Want to be a wealthy couple?
According to a new study of married couples in the US, couples who score well on a simple test of numeracy ability accumulate more wealth by middle age than couples who score poorly on such a test.
Researchers who carried out the study found that couples where both spouses answered three numeracy-related questions correctly, had an average family wealth of USD 1.7 million, while the average household wealth was USD 200,000 among the couples where neither spouse answered any questions correctly.
Numeracy is the ability to reason with numbers and other mathematical concepts, and are skills typically learned during school.
"We examined several cognitive skills and found that a simple test that checks a person's numeracy skills was a good predictor of who would be a better family financial decision maker," said James P Smith, co-author of the study and Distinguished Chair in Labour Markets and Demographic Studies at the RAND Corporation.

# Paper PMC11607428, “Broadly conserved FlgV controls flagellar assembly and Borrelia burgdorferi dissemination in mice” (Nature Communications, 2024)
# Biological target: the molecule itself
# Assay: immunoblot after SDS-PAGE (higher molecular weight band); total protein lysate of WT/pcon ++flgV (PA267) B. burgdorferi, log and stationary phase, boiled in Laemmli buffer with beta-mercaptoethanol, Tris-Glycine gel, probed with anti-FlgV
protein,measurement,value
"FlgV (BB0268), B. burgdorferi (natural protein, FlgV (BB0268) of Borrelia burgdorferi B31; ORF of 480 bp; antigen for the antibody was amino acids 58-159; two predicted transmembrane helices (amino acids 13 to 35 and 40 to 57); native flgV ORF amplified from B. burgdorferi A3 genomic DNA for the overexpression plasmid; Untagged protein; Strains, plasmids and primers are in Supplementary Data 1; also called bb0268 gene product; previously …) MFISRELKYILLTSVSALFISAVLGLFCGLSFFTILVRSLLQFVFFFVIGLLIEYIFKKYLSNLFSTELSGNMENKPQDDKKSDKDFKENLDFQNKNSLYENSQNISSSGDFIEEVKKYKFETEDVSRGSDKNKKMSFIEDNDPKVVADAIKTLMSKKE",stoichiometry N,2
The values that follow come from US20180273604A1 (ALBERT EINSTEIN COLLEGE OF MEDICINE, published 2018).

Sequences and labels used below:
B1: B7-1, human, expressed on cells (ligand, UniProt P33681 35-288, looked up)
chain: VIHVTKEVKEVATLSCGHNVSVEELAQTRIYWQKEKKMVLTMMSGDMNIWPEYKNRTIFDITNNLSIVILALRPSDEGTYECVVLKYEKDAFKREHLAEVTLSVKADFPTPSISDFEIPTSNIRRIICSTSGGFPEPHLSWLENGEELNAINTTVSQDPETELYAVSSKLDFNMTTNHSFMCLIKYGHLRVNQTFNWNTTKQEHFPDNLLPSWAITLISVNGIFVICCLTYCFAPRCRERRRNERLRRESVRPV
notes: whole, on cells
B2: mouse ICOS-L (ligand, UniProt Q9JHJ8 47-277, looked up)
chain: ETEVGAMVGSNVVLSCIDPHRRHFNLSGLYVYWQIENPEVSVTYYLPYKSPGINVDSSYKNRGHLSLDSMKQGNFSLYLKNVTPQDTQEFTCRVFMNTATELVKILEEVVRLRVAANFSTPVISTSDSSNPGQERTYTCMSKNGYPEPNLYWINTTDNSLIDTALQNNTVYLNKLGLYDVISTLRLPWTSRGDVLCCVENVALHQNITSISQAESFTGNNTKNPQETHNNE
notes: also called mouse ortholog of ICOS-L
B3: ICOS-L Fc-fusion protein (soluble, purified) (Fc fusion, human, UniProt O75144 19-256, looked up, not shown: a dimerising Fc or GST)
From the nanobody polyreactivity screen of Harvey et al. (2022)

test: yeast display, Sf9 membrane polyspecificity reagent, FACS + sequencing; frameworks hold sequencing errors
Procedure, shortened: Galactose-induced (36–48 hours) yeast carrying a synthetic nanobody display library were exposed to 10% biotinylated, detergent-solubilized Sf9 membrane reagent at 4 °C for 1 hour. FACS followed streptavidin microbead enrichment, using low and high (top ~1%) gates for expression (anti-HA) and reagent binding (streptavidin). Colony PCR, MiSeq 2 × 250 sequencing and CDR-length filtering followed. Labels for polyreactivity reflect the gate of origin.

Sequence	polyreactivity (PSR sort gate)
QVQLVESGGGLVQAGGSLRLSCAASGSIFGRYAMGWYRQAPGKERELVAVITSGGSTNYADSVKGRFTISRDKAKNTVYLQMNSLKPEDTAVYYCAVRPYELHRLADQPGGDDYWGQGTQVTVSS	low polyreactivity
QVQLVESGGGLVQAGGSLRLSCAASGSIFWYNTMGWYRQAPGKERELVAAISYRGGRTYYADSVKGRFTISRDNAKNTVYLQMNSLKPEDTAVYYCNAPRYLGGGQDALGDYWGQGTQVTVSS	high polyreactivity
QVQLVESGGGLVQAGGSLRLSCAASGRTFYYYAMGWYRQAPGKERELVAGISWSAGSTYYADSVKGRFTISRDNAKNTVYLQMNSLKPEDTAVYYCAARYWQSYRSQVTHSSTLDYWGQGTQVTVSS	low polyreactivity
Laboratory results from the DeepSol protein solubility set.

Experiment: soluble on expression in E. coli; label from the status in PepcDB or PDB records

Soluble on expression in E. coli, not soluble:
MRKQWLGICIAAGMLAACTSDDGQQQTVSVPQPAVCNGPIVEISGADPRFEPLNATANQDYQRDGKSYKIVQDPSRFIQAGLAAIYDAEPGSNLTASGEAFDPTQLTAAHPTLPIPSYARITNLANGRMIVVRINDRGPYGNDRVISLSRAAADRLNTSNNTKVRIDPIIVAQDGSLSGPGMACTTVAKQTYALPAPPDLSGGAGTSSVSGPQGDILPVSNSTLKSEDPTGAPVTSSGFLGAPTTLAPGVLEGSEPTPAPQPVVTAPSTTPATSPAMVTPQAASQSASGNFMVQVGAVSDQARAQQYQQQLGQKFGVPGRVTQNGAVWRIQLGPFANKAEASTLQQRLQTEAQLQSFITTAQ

The other two authors of the study are John McArdle of the University of Southern California and Robert Willis of the University of Michigan.
According to the researchers, who reported their findings in the Economic Journal, choosing the wrong person as a family's primary financial decision maker can have consequences.
While families choose the less-numerate spouse less than 20 per cent of the time, when this does happen total household wealth is lower, they found.
For their study, the researchers relied on a sample of married couples from the Health and Retirement Survey – a nationally representative
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